Starting your own small business or start-up is hyped up as the answer to all an employee's struggles. But is that actually the case? Nope! And I'm here to shine a little light on the reality behind the myths of entrepreneurship.
By Lee Rubin
There are LOTS of misconceptions out there revolving around starting your own business. And clearing up these misconceptions isn't easy, especially when the make-6-figures-in-30-days influencers romanticize the life of "being your own boss" to sell their class.
I want to take a few moments to dissect the fluffier myths vs. the reality of what the experience of the entrepreneurial lifestyle actually is.
People want flexibility in their working lives. People need flexibility in their working lives. That's why so many cling to the idea that being your own boss equates to flexible working hours and a better work-life balance.
Okay, sure, technically, your working hours are flexible, but in my experience, you'll work a whole lot more and a lot harder than you ever would as someone’s employee.
I can 100% say my work-life balance as a founder was much, much more challenging to achieve than when I was an employee. I've lost countless nights of sleep, skipped meals during 15-hour workdays, and my health took a toll.
I've found ways to take better care of myself as time has gone on, but the point is that starting a business isn't a glamorous solution to achieving a better work-life balance.
So many people try to sell entrepreneurship as a get-rich-quick scheme and money talks. And, honestly, it’s easy to believe if you’re only focusing on the financial success stories, like Steve Jobs or Bill Gates.
Sure, successful businesses and great entrepreneurs make the big bucks. But it doesn't start that way. And the get-rich-quick schemes are usually selling you something! (Well they know what everyone wants…to get rich quick (duh).
Most startups aren't profitable for many many years. The initial cash flow coming in isn't (and shouldn't) go into your pocket. It goes back into the business.
There were times when I had to forgo my personal paycheck to ensure I paid my people and kept my company running. Trust me — I know I could make more money as an employee.
But successful entrepreneurs aren't in it just for the money; they're in it to create something special.
You started this new company to work solely on what you're passionate about. You're doing the job you thought you wanted to do. You love that you finally can nurture skills your old bosses never paid attention to, and you're ecstatic to grow more than ever before. You're bringing your own vision to life, and you know that'll result in a profitable business.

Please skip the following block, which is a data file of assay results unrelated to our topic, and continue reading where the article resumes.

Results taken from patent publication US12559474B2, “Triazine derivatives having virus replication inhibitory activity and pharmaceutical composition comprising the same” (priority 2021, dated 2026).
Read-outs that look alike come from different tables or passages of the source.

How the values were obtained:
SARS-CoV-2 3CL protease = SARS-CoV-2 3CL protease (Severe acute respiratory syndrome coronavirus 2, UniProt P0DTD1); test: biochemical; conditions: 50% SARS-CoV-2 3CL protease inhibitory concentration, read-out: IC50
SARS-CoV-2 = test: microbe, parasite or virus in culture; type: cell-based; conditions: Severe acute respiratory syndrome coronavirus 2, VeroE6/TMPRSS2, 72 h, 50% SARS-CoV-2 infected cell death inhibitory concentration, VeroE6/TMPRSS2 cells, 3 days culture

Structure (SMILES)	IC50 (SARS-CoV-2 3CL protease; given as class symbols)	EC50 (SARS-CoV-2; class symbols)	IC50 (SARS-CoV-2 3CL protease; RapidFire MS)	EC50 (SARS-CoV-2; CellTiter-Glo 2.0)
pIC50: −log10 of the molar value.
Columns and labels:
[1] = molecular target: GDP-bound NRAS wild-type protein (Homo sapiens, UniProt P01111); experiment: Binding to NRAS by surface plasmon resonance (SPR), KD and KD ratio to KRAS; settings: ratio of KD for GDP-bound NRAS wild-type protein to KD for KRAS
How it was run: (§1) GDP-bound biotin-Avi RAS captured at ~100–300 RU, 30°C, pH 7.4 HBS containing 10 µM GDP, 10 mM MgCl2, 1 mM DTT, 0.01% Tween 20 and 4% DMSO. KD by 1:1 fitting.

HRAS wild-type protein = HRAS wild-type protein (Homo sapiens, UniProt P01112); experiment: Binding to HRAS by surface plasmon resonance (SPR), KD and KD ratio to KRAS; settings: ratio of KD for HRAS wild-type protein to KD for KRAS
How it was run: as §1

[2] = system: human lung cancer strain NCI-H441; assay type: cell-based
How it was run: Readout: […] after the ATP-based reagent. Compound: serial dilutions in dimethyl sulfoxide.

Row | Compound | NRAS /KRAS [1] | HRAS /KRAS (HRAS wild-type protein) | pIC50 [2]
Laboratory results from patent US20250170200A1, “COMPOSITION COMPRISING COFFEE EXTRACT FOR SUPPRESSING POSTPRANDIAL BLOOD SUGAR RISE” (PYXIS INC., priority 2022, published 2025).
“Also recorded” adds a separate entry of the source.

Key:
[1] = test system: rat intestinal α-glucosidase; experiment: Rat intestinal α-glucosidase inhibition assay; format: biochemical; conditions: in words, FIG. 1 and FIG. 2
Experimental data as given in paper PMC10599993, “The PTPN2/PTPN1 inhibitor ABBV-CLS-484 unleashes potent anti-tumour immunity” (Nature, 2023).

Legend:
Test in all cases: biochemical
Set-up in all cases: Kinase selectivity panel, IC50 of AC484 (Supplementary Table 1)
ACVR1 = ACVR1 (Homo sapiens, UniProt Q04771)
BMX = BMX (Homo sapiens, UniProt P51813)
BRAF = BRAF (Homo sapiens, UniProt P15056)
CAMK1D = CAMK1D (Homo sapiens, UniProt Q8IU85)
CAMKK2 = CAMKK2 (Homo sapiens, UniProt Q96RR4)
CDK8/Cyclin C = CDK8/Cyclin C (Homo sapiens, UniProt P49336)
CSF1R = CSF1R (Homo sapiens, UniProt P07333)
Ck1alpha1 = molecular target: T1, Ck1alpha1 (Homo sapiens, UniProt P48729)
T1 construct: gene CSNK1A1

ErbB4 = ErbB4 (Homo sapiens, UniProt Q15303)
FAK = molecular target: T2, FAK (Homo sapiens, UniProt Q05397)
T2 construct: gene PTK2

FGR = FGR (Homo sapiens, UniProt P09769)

But what about all the other things needed for business success?
Starting a company exposes you to challenges you've never faced and roles you may not have experience in, like accounting or marketing.
You're suddenly the CEO, accountant, recruiter, HR and developer all at the same time. You're conducting market research, creating investor pitches, finding customers, and networking your butt off.
If that’s not what you anticipate, you’re on a fast track to the worst burnout of their lives.
Autonomy is a beautiful feeling. After all, you get to make all the calls right? Who doesn't like having ownership over themselves? And founding a company seems like the end-all, be-all approach to finally having total say in the workplace.
But it's easy to forget being a founder also means being a leader.
Someone only interested in working for themselves does not make for a good entrepreneur. To succeed, your business needs more than a brilliant idea and a stellar work ethic. You need a team and the leadership skills required to guide them.
You don’t want to be in the thick of it and suddenly realize you're in the exact same position as you were as a manager. But now? The livelihood of your team and business is on your shoulders.
It’s can’t just be your way or the highway, because then your own team members aren’t going to find it enjoyable working with you.
Also, working "for yourself" is lonely.
In my early early days of building Confetti, I missed having a community around me. (Ironic when one of this company's goals is directly about community building) I missed having people I could express my pain points to and bounce ideas off of.
Despite wanting this life since I was 7 years old, it wasn't until I secured our founding team that I felt like I had made the right choice for myself.
Starting Confetti has been the hardest thing I've ever done - and I'm someone who understood the myths weren't reality.
Choosing to start a business isn't something that should be taken lightly (you can read more about that in Why Does Everyone Want to Be An Entrepreneur?), but for me, personally, I wouldn't have it any other way.